The Struggle is Real

Every once in a while I like to write about the topic of discipleship. I don’t do it to badger or belittle anyone, but I simply do it as a reminder to all of us of what it really means to be a Christian. Sometimes it’s easy to get lost in the production and lights, and totally forget why we are really here. We forget our mission, and therefore when uncomfortable situations come we lose sight of reality.

The truth is that when Jesus told the Parable of the Sower and talked about the stony ground, he was talking about church people. These were people who initially heard and received the word, but when trouble came they didn’t have the root system necessary to withstand it. It is a haunting reminder of far too many Christians who have come and gone, simply because they didn’t understand what Christianity really is. So the question that is begging to be answered is, what does true Christianity really look like?

I am so glad you asked that question (even if you didn’t I am going to pretend like you did). In Matthew 16 we get a clear glimpse of what real Christianity looks like. It involves two things: picking up a cross and following Jesus. But even those terms need to be defined. It seems that the cross has simply become a relic that people wear around their necks or nail to their walls, and following Jesus can mean anything these days. Far too many people have painted the Savior of the world in their own image, and therefore following Jesus looks a lot like what pleases them.

The cross is heavy and involves bloodshed. It requires the total dedication and consecration of one’s life that has been laid on the altar. And following Jesus? Well that simply requires the subjugation of my will to the will of God in every single area of my life. After all, that is how Jesus lived his entire life. I’m sorry, but if your Christianity doesn’t look like this then it isn’t really Christianity. That is simple, blunt, and unpopular but remains true to this very day.

Peter had his own version of what following Jesus looked like, and it didn’t involve a cross. Instead, it involved a white horse and a sword (which will happen one day). You see, Peter made the same mistake that we often do. He had a picture of what the Savior of the world should be, but the only problem was that it didn’t fit the mission of Jesus. We often look at Jesus’ rebuke of Peter in Matthew 16 and criticize Peter, but are we really that different?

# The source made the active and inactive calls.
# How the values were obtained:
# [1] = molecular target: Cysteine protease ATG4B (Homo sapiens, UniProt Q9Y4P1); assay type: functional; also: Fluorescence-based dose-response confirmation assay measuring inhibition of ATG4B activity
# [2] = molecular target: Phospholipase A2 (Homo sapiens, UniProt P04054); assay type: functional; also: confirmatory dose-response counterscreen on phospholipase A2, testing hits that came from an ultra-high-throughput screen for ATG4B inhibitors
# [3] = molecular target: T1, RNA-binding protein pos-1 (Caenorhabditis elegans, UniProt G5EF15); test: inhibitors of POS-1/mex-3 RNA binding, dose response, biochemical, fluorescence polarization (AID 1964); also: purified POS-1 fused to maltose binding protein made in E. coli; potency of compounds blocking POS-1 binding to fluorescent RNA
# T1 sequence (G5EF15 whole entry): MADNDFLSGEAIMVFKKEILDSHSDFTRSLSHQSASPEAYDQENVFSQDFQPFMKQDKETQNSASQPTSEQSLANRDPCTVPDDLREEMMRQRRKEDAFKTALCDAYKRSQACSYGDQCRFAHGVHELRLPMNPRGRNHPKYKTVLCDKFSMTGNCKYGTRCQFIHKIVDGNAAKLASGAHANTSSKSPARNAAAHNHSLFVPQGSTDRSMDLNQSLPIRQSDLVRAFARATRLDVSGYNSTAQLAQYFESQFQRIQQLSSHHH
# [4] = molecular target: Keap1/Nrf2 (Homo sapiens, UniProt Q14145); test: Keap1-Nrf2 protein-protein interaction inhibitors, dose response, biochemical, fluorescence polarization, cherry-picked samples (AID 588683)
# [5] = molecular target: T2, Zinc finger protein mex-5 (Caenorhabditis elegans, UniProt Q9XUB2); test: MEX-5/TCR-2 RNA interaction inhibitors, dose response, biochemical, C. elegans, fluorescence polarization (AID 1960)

We tend to look at suffering as something that should be avoided at all costs, especially in America with all of our comforts and desires right at our fingertips. The only problem is that that view of suffering is extremely shallow. Paul made the statement that he wanted to know Christ “in the fellowship of his sufferings, being made conformable unto his death…” Does that sound like American Christianity to you? Paul viewed suffering, not as something that should be avoided, but rather as something that should be embraced!

Why did Paul view suffering that way? He understood that there is something powerful about joining in the sufferings of the Savior. It brings you closer to Him, and actually begins to conform you into His image. And isn’t that the entire point of Christianity? Isn’t true Christianity desiring to become like Jesus, no matter what it costs? I am not saying that we should go out and look for suffering, but what I am saying is that we should not try to avoid it when it comes.

The times that I have felt the closest to Jesus have been times of suffering. They were times when I couldn’t seem to figure out exactly what God was doing, and why he was allowing certain things into my life. But in those times I learned to lean on Jesus, and it made all the difference. My challenge to you is to seek to learn something through suffering. Don’t avoid it and try to run away from it, but instead let Jesus conform you into His image. Discipleship will cost you everything, but in the midst of the suffering you will learn that those things weren’t worth holding onto anyway.

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